GREENBELT – Eleanor Roosevelt High School’s menacing defense combined for 14 sacks, limiting the Carver Vocational-Technical High School from Baltimore County to 51 yards of total offense, for a 41-0 shutout home win on Sept. 8.
The opening win starts the Raiders’ year on a positive note. Roosevelt waited an extra eight days to play their season opener after Bladensburg High School canceled their season and thunderstorms moved their match-up against the Bears on Sept. 7 to the weekend. Raider players “were desperate like drug addicts” to finally play a game, defensive lineman Treyvon Frith said.
“We were just ready to play,” sophomore running back Antwain Littleton said. “We waited in the locker room for four hours to play, but the thunder kept coming back. Some players went home angry (on Sept. 7) because they were not able to play and we had our game plan set up for us to play that day.”
The standout performance by the Roosevelt defense was due, in large part, by the linemen who penetrated Carver quarterback Jeffrey Richardson with ease.
While the group arrived at offseason workouts with low expectations because of their youth and inexperience that doubt slowly crept away. Sophomore defensive back Dranel Jiles finished with a team-high five combined sacks.
“In the last two weeks (of preseason), we had a lot of setbacks, but I think we did not regress and we got better,” said two-way lineman and team captain James Ballanger. “We started off slow, but we picked it up in the second half…We had the run block down, and we got better (during the game) and progressed. I feel great about it.”
The Raiders’ defensive performance came with a huge sigh of relief from Head Coach Thomas Green as the offense came out flat in the first half, turning over the ball three straight times in their first three possessions. Communication errors and ball-handling mistakes that led to six total fumbles were vital in Roosevelt losing the turnover battle against the Bears.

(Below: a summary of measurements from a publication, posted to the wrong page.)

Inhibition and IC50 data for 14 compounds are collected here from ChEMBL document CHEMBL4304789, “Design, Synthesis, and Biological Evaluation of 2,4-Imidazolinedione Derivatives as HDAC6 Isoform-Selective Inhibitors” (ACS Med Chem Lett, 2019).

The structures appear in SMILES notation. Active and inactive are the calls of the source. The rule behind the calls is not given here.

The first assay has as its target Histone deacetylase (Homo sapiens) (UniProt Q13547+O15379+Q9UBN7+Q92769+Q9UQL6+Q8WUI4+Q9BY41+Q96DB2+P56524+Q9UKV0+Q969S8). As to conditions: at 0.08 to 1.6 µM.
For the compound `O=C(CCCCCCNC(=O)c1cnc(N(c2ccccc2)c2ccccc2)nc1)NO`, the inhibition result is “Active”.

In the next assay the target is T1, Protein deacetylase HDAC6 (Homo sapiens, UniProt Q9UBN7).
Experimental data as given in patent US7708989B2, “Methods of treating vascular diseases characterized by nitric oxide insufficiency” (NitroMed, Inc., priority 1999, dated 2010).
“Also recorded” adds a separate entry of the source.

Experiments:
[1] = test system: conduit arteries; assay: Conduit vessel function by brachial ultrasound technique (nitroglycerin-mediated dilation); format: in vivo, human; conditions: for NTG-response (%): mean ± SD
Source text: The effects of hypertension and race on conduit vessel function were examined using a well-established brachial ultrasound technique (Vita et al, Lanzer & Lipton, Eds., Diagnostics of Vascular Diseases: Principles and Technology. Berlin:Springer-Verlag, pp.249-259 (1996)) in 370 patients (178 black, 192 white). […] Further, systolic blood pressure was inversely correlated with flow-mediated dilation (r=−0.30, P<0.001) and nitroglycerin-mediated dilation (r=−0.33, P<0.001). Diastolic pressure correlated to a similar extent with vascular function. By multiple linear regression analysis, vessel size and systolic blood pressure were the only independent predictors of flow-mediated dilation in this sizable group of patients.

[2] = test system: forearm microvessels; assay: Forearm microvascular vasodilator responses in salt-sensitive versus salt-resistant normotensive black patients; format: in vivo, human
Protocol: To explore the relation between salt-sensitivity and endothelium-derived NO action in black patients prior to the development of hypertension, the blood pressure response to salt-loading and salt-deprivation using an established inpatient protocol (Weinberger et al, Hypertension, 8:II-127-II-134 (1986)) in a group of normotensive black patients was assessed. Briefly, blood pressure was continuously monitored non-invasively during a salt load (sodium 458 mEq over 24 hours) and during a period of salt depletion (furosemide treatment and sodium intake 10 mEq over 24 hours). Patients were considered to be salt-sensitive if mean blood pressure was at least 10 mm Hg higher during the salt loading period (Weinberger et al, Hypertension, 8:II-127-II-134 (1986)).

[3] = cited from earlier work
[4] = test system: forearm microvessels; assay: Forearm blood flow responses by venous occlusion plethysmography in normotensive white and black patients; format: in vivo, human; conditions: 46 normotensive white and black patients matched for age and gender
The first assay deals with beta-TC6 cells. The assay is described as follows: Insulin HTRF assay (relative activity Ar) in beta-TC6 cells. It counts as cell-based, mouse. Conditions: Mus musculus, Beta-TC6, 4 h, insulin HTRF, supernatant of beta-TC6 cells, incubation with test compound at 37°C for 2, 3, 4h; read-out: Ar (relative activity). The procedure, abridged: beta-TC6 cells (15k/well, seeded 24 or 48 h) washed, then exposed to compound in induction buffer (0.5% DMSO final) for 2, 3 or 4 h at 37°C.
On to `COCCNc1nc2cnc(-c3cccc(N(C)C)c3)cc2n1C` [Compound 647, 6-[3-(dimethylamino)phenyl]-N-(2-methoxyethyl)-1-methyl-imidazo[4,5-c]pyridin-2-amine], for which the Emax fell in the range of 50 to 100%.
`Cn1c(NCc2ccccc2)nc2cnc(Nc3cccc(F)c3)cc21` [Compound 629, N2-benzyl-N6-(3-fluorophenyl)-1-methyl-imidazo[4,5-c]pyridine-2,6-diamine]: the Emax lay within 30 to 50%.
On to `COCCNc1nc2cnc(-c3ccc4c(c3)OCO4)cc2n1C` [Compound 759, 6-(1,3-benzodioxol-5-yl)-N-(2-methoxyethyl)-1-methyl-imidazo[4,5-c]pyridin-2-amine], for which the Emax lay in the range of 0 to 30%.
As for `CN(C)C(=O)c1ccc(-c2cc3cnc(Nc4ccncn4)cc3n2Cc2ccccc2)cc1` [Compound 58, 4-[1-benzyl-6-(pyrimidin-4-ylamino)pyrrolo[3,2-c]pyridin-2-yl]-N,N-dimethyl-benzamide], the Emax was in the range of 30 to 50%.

“In the first half, we turned the ball over six times; we got long runs but running backs are fumbling and the quarterback fumbling the snap,” Thomas said. “It is first-game stuff, but every year, the first game is a little rough, so we need to correct (the mistakes) and keep it moving.”
In the second quarter, defensive lineman David Alvarez and two-way athlete Matthew Wilson crushed Richardson in the middle of the end zone for a safety and gifted two points for Roosevelt.
After a 45-yard sprint by junior Khyrii Strong, the Raiders punched in their first touchdown of the season after Littleton finished off the drive with a 1-yard run into the end zone.
Littleton, a six-foot, 270-pound sophomore, became Roosevelt’s strongest asset in the red zone, finishing with 30 rushing yards. Green called his power runner “a non-high maintenance guy” willing to contribute for the team. Littleton punched through the Bears defense, adding two more touchdowns in the second half.
“If you are able to set the tone for the team, they will follow right behind you,” Littleton said. “Even with me as a sophomore, I feel like I am one of the leaders on this team.”
The Raiders offense began regaining composure in the third quarter with senior Delmetrius Cloyd running through two holes up the middle of the field to the end zone untouched for a 33-yard touchdown.
Meanwhile, the defense continued its stranglehold on Carver as the defensive line striped-sacked Richardson at the two-yard line with Ballanger picking up the loose ball for another Roosevelt touchdown.
With problems passing the ball, the running attack gave the Greenbelt-based team more firepower to advance their lead. Carver could only muster seven rushing yards as a team as Roosevelt, led by junior Dave Hines’ 90-yard performance on four carries, finished with 421 yards by eight different players.
Hines would send their Baltimore visitors home early in the fourth quarter with a 63-yard touchdown to start the running clock for their win.
The lopsided victory was not enough to hide issues the Raiders need to fix moving forward before their regional semifinals rematch against Charles H. Flowers High School on Sept. 14.
While they have played one game less than their Springdale counterparts, Thomas stated his team would need to bring the same intensity from last year’s playoff game to come away with a win.
“Normally, the mistakes we made today are first-game mistakes but unfortunately for us, it is week two and we got Flowers next,” Thomas said. “We will tighten up in practice and do the best we can to make it a really good game.”